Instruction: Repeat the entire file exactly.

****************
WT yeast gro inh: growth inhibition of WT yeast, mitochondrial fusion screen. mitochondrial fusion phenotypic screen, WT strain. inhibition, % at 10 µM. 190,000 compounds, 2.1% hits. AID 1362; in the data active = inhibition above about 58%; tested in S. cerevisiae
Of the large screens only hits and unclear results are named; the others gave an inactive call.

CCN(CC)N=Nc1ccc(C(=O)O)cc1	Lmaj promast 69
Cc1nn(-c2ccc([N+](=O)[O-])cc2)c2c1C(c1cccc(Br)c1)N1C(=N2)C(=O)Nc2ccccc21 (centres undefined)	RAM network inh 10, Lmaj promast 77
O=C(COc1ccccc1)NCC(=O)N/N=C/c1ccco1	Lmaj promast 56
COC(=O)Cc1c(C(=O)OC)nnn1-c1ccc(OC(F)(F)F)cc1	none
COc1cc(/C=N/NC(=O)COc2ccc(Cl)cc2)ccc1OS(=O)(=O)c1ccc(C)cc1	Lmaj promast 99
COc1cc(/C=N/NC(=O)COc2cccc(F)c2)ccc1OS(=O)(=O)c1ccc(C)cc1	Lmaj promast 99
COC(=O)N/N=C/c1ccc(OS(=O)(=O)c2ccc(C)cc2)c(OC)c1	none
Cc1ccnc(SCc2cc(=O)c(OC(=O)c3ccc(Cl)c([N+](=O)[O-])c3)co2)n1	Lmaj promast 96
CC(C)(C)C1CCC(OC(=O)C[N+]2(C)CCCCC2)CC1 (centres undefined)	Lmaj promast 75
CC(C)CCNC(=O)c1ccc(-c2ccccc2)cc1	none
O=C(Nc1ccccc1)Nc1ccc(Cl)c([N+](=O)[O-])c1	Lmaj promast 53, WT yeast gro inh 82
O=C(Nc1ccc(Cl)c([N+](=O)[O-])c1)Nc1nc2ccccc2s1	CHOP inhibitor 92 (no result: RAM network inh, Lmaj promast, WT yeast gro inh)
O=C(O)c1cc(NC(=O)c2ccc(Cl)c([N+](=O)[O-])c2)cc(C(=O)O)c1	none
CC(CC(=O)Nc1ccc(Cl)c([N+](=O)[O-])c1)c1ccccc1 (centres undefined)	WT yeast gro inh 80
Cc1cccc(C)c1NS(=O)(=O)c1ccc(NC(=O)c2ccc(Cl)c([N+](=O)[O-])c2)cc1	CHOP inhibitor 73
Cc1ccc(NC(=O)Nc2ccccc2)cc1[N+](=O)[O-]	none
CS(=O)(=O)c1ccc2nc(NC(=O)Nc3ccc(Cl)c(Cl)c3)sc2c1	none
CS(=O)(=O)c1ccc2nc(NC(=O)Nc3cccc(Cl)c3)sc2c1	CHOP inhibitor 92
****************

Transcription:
WT yeast gro inh: growth inhibition of WT yeast, mitochondrial fusion screen. mitochondrial fusion phenotypic screen, WT strain. inhibition, % at 10 µM. 190,000 compounds, 2.1% hits. AID 1362; in the data active = inhibition above about 58%; tested in S. cerevisiae
Of the large screens only hits and unclear results are named; the others gave an inactive call.

CCN(CC)N=Nc1ccc(C(=O)O)cc1	Lmaj promast 69
Cc1nn(-c2ccc([N+](=O)[O-])cc2)c2c1C(c1cccc(Br)c1)N1C(=N2)C(=O)Nc2ccccc21 (centres undefined)	RAM network inh 10, Lmaj promast 77
O=C(COc1ccccc1)NCC(=O)N/N=C/c1ccco1	Lmaj promast 56
COC(=O)Cc1c(C(=O)OC)nnn1-c1ccc(OC(F)(F)F)cc1	none
COc1cc(/C=N/NC(=O)COc2ccc(Cl)cc2)ccc1OS(=O)(=O)c1ccc(C)cc1	Lmaj promast 99
COc1cc(/C=N/NC(=O)COc2cccc(F)c2)ccc1OS(=O)(=O)c1ccc(C)cc1	Lmaj promast 99
COC(=O)N/N=C/c1ccc(OS(=O)(=O)c2ccc(C)cc2)c(OC)c1	none
Cc1ccnc(SCc2cc(=O)c(OC(=O)c3ccc(Cl)c([N+](=O)[O-])c3)co2)n1	Lmaj promast 96
CC(C)(C)C1CCC(OC(=O)C[N+]2(C)CCCCC2)CC1 (centres undefined)	Lmaj promast 75
CC(C)CCNC(=O)c1ccc(-c2ccccc2)cc1	none
O=C(Nc1ccccc1)Nc1ccc(Cl)c([N+](=O)[O-])c1	Lmaj promast 53, WT yeast gro inh 82
O=C(Nc1ccc(Cl)c([N+](=O)[O-])c1)Nc1nc2ccccc2s1	CHOP inhibitor 92 (no result: RAM network inh, Lmaj promast, WT yeast gro inh)
O=C(O)c1cc(NC(=O)c2ccc(Cl)c([N+](=O)[O-])c2)cc(C(=O)O)c1	none
CC(CC(=O)Nc1ccc(Cl)c([N+](=O)[O-])c1)c1ccccc1 (centres undefined)	WT yeast gro inh 80
Cc1cccc(C)c1NS(=O)(=O)c1ccc(NC(=O)c2ccc(Cl)c([N+](=O)[O-])c2)cc1	CHOP inhibitor 73
Cc1ccc(NC(=O)Nc2ccccc2)cc1[N+](=O)[O-]	none
CS(=O)(=O)c1ccc2nc(NC(=O)Nc3ccc(Cl)c(Cl)c3)sc2c1	none
CS(=O)(=O)c1ccc2nc(NC(=O)Nc3cccc(Cl)c3)sc2c1	CHOP inhibitor 92